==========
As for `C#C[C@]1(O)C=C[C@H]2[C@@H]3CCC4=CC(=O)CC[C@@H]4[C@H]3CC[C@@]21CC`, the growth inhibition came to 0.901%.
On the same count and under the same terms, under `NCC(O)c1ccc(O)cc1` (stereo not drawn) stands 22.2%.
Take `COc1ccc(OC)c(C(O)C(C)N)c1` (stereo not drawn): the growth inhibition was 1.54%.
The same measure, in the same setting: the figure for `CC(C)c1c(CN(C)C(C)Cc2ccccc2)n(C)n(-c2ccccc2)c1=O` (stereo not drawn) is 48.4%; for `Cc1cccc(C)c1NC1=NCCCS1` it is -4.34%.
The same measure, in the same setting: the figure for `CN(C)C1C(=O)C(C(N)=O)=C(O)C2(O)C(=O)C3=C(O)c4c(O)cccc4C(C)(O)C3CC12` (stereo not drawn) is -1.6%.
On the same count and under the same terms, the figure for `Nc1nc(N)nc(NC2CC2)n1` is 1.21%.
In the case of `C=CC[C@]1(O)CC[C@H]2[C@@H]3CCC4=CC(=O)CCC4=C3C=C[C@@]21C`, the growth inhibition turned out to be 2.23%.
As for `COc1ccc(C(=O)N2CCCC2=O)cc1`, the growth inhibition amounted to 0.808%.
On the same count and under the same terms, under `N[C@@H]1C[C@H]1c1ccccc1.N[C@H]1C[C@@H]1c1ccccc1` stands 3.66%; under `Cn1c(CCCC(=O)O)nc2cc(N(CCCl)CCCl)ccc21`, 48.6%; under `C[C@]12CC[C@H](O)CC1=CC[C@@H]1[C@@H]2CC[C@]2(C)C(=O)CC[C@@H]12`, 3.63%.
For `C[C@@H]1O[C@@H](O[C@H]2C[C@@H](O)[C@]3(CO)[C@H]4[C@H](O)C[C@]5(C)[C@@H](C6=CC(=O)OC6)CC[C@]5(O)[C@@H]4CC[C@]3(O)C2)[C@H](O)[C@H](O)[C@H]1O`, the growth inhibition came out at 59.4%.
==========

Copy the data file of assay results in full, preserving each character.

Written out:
As for `C#C[C@]1(O)C=C[C@H]2[C@@H]3CCC4=CC(=O)CC[C@@H]4[C@H]3CC[C@@]21CC`, the growth inhibition came to 0.901%.
On the same count and under the same terms, under `NCC(O)c1ccc(O)cc1` (stereo not drawn) stands 22.2%.
Take `COc1ccc(OC)c(C(O)C(C)N)c1` (stereo not drawn): the growth inhibition was 1.54%.
The same measure, in the same setting: the figure for `CC(C)c1c(CN(C)C(C)Cc2ccccc2)n(C)n(-c2ccccc2)c1=O` (stereo not drawn) is 48.4%; for `Cc1cccc(C)c1NC1=NCCCS1` it is -4.34%.
The same measure, in the same setting: the figure for `CN(C)C1C(=O)C(C(N)=O)=C(O)C2(O)C(=O)C3=C(O)c4c(O)cccc4C(C)(O)C3CC12` (stereo not drawn) is -1.6%.
On the same count and under the same terms, the figure for `Nc1nc(N)nc(NC2CC2)n1` is 1.21%.
In the case of `C=CC[C@]1(O)CC[C@H]2[C@@H]3CCC4=CC(=O)CCC4=C3C=C[C@@]21C`, the growth inhibition turned out to be 2.23%.
As for `COc1ccc(C(=O)N2CCCC2=O)cc1`, the growth inhibition amounted to 0.808%.
On the same count and under the same terms, under `N[C@@H]1C[C@H]1c1ccccc1.N[C@H]1C[C@@H]1c1ccccc1` stands 3.66%; under `Cn1c(CCCC(=O)O)nc2cc(N(CCCl)CCCl)ccc21`, 48.6%; under `C[C@]12CC[C@H](O)CC1=CC[C@@H]1[C@@H]2CC[C@]2(C)C(=O)CC[C@@H]12`, 3.63%.
For `C[C@@H]1O[C@@H](O[C@H]2C[C@@H](O)[C@]3(CO)[C@H]4[C@H](O)C[C@]5(C)[C@@H](C6=CC(=O)OC6)CC[C@]5(O)[C@@H]4CC[C@]3(O)C2)[C@H](O)[C@H](O)[C@H]1O`, the growth inhibition came out at 59.4%.